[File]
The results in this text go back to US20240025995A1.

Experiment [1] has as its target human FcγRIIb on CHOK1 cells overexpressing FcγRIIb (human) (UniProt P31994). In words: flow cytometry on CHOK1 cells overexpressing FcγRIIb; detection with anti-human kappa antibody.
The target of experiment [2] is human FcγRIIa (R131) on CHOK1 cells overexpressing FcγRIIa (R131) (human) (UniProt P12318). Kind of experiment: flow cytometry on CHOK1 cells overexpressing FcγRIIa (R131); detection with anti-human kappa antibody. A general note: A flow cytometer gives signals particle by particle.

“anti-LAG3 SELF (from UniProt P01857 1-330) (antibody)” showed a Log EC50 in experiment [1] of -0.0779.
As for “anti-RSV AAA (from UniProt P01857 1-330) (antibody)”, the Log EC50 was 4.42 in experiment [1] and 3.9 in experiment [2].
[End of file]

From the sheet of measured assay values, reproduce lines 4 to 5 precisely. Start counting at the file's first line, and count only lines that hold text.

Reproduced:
“anti-LAG3 SELF (from UniProt P01857 1-330) (antibody)” showed a Log EC50 in experiment [1] of -0.0779.
As for “anti-RSV AAA (from UniProt P01857 1-330) (antibody)”, the Log EC50 was 4.42 in experiment [1] and 3.9 in experiment [2].